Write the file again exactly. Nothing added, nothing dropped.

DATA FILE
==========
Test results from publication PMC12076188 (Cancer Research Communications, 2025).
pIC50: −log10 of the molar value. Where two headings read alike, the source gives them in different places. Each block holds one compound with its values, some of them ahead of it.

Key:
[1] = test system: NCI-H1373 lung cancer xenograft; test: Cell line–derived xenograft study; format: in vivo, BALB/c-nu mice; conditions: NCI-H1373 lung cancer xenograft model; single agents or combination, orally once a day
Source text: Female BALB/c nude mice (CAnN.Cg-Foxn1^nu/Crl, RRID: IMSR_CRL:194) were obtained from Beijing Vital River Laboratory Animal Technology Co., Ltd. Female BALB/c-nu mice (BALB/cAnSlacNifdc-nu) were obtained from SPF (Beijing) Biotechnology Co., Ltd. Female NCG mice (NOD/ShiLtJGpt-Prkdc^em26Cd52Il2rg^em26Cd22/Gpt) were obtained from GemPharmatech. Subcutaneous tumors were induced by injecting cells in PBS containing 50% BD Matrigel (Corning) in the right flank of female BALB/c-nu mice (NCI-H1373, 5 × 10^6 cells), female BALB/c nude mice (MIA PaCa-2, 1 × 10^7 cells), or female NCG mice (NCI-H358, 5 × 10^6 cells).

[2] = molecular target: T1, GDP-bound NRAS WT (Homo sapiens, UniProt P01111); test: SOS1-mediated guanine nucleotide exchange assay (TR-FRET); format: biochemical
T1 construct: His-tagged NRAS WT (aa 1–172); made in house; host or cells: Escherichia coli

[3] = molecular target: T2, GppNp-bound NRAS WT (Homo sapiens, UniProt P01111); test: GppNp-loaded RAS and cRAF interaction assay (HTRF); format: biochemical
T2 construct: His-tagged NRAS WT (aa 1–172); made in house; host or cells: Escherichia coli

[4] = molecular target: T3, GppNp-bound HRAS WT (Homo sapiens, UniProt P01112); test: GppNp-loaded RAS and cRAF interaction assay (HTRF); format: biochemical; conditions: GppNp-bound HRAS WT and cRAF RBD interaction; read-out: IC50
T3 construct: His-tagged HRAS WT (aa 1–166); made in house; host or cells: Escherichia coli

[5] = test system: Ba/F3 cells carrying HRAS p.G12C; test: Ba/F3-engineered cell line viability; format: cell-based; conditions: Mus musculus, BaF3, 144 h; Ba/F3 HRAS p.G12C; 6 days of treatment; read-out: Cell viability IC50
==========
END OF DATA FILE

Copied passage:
Test results from publication PMC12076188 (Cancer Research Communications, 2025).
pIC50: −log10 of the molar value. Where two headings read alike, the source gives them in different places. Each block holds one compound with its values, some of them ahead of it.

Key:
[1] = test system: NCI-H1373 lung cancer xenograft; test: Cell line–derived xenograft study; format: in vivo, BALB/c-nu mice; conditions: NCI-H1373 lung cancer xenograft model; single agents or combination, orally once a day
Source text: Female BALB/c nude mice (CAnN.Cg-Foxn1^nu/Crl, RRID: IMSR_CRL:194) were obtained from Beijing Vital River Laboratory Animal Technology Co., Ltd. Female BALB/c-nu mice (BALB/cAnSlacNifdc-nu) were obtained from SPF (Beijing) Biotechnology Co., Ltd. Female NCG mice (NOD/ShiLtJGpt-Prkdc^em26Cd52Il2rg^em26Cd22/Gpt) were obtained from GemPharmatech. Subcutaneous tumors were induced by injecting cells in PBS containing 50% BD Matrigel (Corning) in the right flank of female BALB/c-nu mice (NCI-H1373, 5 × 10^6 cells), female BALB/c nude mice (MIA PaCa-2, 1 × 10^7 cells), or female NCG mice (NCI-H358, 5 × 10^6 cells).

[2] = molecular target: T1, GDP-bound NRAS WT (Homo sapiens, UniProt P01111); test: SOS1-mediated guanine nucleotide exchange assay (TR-FRET); format: biochemical
T1 construct: His-tagged NRAS WT (aa 1–172); made in house; host or cells: Escherichia coli

[3] = molecular target: T2, GppNp-bound NRAS WT (Homo sapiens, UniProt P01111); test: GppNp-loaded RAS and cRAF interaction assay (HTRF); format: biochemical
T2 construct: His-tagged NRAS WT (aa 1–172); made in house; host or cells: Escherichia coli

[4] = molecular target: T3, GppNp-bound HRAS WT (Homo sapiens, UniProt P01112); test: GppNp-loaded RAS and cRAF interaction assay (HTRF); format: biochemical; conditions: GppNp-bound HRAS WT and cRAF RBD interaction; read-out: IC50
T3 construct: His-tagged HRAS WT (aa 1–166); made in house; host or cells: Escherichia coli

[5] = test system: Ba/F3 cells carrying HRAS p.G12C; test: Ba/F3-engineered cell line viability; format: cell-based; conditions: Mus musculus, BaF3, 144 h; Ba/F3 HRAS p.G12C; 6 days of treatment; read-out: Cell viability IC50